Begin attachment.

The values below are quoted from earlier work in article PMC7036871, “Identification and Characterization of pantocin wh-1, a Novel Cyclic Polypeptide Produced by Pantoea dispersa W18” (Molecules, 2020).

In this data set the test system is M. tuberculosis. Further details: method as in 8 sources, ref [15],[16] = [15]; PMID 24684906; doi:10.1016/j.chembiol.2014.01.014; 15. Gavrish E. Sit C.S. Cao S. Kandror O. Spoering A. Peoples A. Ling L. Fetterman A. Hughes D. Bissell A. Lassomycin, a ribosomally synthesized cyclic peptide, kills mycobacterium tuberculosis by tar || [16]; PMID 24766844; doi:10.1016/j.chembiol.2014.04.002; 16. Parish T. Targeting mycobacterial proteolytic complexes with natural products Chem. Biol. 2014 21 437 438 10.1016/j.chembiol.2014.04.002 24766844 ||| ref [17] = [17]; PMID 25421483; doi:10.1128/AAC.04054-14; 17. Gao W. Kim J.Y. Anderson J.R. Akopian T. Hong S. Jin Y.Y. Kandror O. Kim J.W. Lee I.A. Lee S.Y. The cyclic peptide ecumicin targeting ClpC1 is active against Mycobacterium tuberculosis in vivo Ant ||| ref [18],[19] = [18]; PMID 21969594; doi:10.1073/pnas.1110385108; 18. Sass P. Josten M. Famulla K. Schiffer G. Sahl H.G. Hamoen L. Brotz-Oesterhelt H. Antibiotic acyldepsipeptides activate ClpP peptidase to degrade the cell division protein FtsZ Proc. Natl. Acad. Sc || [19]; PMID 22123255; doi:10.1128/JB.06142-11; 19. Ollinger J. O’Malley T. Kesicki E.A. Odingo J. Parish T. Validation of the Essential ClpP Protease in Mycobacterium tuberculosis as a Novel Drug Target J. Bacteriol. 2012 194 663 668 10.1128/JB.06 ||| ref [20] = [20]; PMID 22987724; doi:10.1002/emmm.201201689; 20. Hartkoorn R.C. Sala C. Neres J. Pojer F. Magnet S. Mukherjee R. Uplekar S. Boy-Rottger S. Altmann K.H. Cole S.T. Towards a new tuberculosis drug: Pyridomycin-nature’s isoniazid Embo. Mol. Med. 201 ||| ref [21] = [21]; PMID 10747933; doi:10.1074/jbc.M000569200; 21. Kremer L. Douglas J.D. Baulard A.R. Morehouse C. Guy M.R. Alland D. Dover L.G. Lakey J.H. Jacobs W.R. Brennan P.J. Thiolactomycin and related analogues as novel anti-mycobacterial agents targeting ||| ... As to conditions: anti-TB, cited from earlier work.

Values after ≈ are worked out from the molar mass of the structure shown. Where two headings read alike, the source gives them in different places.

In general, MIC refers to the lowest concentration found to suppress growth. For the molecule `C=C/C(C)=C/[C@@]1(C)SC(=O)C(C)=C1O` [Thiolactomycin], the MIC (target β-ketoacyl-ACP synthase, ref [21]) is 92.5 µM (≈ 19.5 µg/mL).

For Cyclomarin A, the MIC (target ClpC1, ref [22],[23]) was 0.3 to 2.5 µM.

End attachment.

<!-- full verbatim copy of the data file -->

The values below are quoted from earlier work in article PMC7036871, “Identification and Characterization of pantocin wh-1, a Novel Cyclic Polypeptide Produced by Pantoea dispersa W18” (Molecules, 2020).

In this data set the test system is M. tuberculosis. Further details: method as in 8 sources, ref [15],[16] = [15]; PMID 24684906; doi:10.1016/j.chembiol.2014.01.014; 15. Gavrish E. Sit C.S. Cao S. Kandror O. Spoering A. Peoples A. Ling L. Fetterman A. Hughes D. Bissell A. Lassomycin, a ribosomally synthesized cyclic peptide, kills mycobacterium tuberculosis by tar || [16]; PMID 24766844; doi:10.1016/j.chembiol.2014.04.002; 16. Parish T. Targeting mycobacterial proteolytic complexes with natural products Chem. Biol. 2014 21 437 438 10.1016/j.chembiol.2014.04.002 24766844 ||| ref [17] = [17]; PMID 25421483; doi:10.1128/AAC.04054-14; 17. Gao W. Kim J.Y. Anderson J.R. Akopian T. Hong S. Jin Y.Y. Kandror O. Kim J.W. Lee I.A. Lee S.Y. The cyclic peptide ecumicin targeting ClpC1 is active against Mycobacterium tuberculosis in vivo Ant ||| ref [18],[19] = [18]; PMID 21969594; doi:10.1073/pnas.1110385108; 18. Sass P. Josten M. Famulla K. Schiffer G. Sahl H.G. Hamoen L. Brotz-Oesterhelt H. Antibiotic acyldepsipeptides activate ClpP peptidase to degrade the cell division protein FtsZ Proc. Natl. Acad. Sc || [19]; PMID 22123255; doi:10.1128/JB.06142-11; 19. Ollinger J. O’Malley T. Kesicki E.A. Odingo J. Parish T. Validation of the Essential ClpP Protease in Mycobacterium tuberculosis as a Novel Drug Target J. Bacteriol. 2012 194 663 668 10.1128/JB.06 ||| ref [20] = [20]; PMID 22987724; doi:10.1002/emmm.201201689; 20. Hartkoorn R.C. Sala C. Neres J. Pojer F. Magnet S. Mukherjee R. Uplekar S. Boy-Rottger S. Altmann K.H. Cole S.T. Towards a new tuberculosis drug: Pyridomycin-nature’s isoniazid Embo. Mol. Med. 201 ||| ref [21] = [21]; PMID 10747933; doi:10.1074/jbc.M000569200; 21. Kremer L. Douglas J.D. Baulard A.R. Morehouse C. Guy M.R. Alland D. Dover L.G. Lakey J.H. Jacobs W.R. Brennan P.J. Thiolactomycin and related analogues as novel anti-mycobacterial agents targeting ||| ... As to conditions: anti-TB, cited from earlier work.

Values after ≈ are worked out from the molar mass of the structure shown. Where two headings read alike, the source gives them in different places.

In general, MIC refers to the lowest concentration found to suppress growth. For the molecule `C=C/C(C)=C/[C@@]1(C)SC(=O)C(C)=C1O` [Thiolactomycin], the MIC (target β-ketoacyl-ACP synthase, ref [21]) is 92.5 µM (≈ 19.5 µg/mL).

For Cyclomarin A, the MIC (target ClpC1, ref [22],[23]) was 0.3 to 2.5 µM.